Legislative leaders spar over session centerpieces

Published 10:16 am Friday, February 26, 2016

ST. PAUL — Gov. Mark Dayton and legislative leaders on Thursday made it clear: Little has changed in the partisan disagreements that kept marquee deals on tax cuts and transportation funding out of reach last year.

Just more than a week from the Legislature’s return to handle a hefty budget surplus and wrap up unfinished work, the Democratic governor and top lawmakers from both parties met near the Capitol to discuss their priorities for the shortened session. Lawmakers will have just 10 weeks to work, due to ongoing renovations.

Here’s a look at what’s on tap for the next few months.

How large a surplus?

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A final look at the size of the surplus will set the stage for the Legislature’s March 8 return. Budget officials were set to announce on Friday whether the state’s projected $1.2 billion surplus has grown or shrunk.

In a rare consensus, Dayton and the four caucus leaders said they expected a modest increase. But the governor and Democratic Senate Majority Leader Tom Bakk warned about a slowing economy that could mean trouble in the next four or five years.

Dayton said he’d release his own, comprehensive budget proposal for the year in mid-March.


The political leaders all labeled how to fund road and bridge repairs a top priority, but they picked up right where they left off in last year’s debate on the topic: in the midst of a massive divide.

Republicans passed a bill last session that shifts taxes on car parts and rentals to a dedicated transportation fund, but couldn’t come to an agreement with Democrats who called for a 16-cent-per-gallon gas tax increase.

Dayton argued Minnesota residents should be willing to pay an extra fee with gas prices under $2 a gallon, and said Thursday that the GOP plan wasn’t sufficient to fund an estimated $6 billion in repairs over the next decade. Daudt and Senate Minority Leader David Hann countered the state’s overflowing coffers makes an increase unthinkable.

“I’m pessimistic we’ll get a transportation bill that’s meaningful. I think we’ll get one that’s cosmetic,” Dayton said.

In another area of dispute, Dayton and Daudt clashed over whether the state should fund a light-rail train expansion into the southwestern suburbs.

Tax cuts

There are plenty of tax options on the table: repeal taxes on Social Security income, offer tax credits for child care or reduce property taxes.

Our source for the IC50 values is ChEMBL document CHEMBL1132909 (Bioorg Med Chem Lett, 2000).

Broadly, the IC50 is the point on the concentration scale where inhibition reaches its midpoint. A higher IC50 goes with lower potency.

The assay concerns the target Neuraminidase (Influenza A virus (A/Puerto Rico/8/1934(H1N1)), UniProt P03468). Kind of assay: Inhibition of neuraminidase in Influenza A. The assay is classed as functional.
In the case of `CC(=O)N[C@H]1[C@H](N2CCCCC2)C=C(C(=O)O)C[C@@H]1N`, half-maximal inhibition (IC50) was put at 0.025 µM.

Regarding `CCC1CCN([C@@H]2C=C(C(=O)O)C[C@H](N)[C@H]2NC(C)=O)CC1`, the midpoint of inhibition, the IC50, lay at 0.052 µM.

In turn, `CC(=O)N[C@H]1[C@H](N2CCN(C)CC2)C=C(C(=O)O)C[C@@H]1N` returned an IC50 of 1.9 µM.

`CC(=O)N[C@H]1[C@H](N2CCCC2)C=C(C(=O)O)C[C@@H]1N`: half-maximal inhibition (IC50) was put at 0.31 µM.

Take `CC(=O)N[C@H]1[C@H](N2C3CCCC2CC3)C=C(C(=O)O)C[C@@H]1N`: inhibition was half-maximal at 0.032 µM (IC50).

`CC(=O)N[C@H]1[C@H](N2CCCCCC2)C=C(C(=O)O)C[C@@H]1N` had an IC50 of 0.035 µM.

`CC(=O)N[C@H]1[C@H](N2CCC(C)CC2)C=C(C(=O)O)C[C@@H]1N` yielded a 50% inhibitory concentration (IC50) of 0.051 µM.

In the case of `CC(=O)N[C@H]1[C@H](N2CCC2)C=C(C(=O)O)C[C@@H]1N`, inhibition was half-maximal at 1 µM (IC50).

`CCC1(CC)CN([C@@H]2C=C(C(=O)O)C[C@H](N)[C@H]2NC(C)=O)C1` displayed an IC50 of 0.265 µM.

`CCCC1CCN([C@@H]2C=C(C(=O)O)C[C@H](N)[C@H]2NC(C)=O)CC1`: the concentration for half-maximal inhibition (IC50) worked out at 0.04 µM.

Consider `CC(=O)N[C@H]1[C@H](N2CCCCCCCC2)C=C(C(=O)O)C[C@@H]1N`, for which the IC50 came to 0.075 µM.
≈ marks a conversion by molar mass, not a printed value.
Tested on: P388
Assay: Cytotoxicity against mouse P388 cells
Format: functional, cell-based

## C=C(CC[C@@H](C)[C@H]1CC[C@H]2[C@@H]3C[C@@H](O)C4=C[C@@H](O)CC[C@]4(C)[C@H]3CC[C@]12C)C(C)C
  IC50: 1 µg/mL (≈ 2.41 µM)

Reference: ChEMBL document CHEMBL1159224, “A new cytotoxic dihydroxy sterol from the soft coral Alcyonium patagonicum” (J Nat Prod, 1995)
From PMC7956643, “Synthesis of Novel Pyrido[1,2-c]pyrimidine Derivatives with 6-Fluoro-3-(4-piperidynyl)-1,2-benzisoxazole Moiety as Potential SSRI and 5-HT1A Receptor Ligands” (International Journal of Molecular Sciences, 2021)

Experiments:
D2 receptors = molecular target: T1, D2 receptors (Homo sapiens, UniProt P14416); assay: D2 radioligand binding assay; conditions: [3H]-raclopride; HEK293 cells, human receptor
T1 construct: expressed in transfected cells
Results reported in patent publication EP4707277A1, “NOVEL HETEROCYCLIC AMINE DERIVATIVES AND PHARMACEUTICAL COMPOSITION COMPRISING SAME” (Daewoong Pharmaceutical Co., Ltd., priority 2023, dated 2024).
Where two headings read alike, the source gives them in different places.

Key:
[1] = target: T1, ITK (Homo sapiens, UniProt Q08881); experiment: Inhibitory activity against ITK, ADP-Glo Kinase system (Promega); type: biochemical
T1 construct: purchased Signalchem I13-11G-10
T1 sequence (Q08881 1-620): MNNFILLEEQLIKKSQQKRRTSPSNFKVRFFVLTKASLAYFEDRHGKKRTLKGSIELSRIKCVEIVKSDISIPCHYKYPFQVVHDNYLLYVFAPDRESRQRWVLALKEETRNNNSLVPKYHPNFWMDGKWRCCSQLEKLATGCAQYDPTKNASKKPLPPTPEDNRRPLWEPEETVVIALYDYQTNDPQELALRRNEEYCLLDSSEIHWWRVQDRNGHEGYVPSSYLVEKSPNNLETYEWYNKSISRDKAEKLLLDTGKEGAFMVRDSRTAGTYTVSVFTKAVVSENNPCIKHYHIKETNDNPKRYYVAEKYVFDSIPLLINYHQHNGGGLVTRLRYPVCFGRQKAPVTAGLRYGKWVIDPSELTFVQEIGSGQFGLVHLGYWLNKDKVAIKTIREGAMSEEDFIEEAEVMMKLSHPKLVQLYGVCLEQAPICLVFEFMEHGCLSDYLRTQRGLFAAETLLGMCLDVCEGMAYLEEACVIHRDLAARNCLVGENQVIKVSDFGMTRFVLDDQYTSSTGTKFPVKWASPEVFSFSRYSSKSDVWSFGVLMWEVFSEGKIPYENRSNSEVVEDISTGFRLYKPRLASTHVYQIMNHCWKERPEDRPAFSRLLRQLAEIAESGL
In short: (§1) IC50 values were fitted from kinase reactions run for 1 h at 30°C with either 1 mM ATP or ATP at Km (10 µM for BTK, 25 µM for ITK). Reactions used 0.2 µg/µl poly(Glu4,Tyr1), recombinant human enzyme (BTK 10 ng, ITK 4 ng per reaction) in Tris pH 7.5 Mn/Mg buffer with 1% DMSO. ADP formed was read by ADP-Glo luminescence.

Dayton and Republicans agreed on expanding tax credits to more parents paying for day care. But while Daudt pegged tax reductions a top priority, Bakk and Democrats said his proposal to eliminate Social Security income collections could put the state in financial peril.

It’s a continuation of last year’s tax debate, which stalled in the Legislature’s split power. The governor said he’d outline other possible tax proposals next month.


Dayton said boosting education tops his wish list for 2016.

It will follow a $525 million infusion made in last year’s budget, but the governor said Thursday the state should do more to improve early education programs. No matter the size of the surplus, his proposals will be in fierce competition with the House GOP’s top prize: a major tax cut.


The 10-week session may get bogged down in the tough political talk of prisons. The state’s facilities are stretched to capacity, and the Legislature is weighing whether to use a shuttered private prison, build a new one or take measures to reduce Minnesota’s incarcerated population.

Daudt said Republicans may prefer to reopen a privately run prison in Appleton, while Dayton said expanding existing facilities is the better option. No matter the tactic, it’s tricky in an election year, Bakk said.

“It is really tough politics because it writes really tough literature on the campaign trail,” he said.

Daudt said the House will likely try to reverse a state commission’s decision that would lower drug sentencing guidelines for some drug offenders.

Steelworkers and driver’s licenses

The special session that never was may pop up right when lawmakers return to St. Paul.

Democrats and Republicans agreed Thursday they’ll try to vote in the Legislature’s first week to extend unemployment benefits for laid-off steelworkers on the Iron Range. They’re also aiming to set in motion upgrades to the state’s driver’s licenses so Minnesota residents aren’t turned away from domestic flights. New federal standards take effect in 2018.

Both were subjects of months of negotiations for a special session that fizzled out.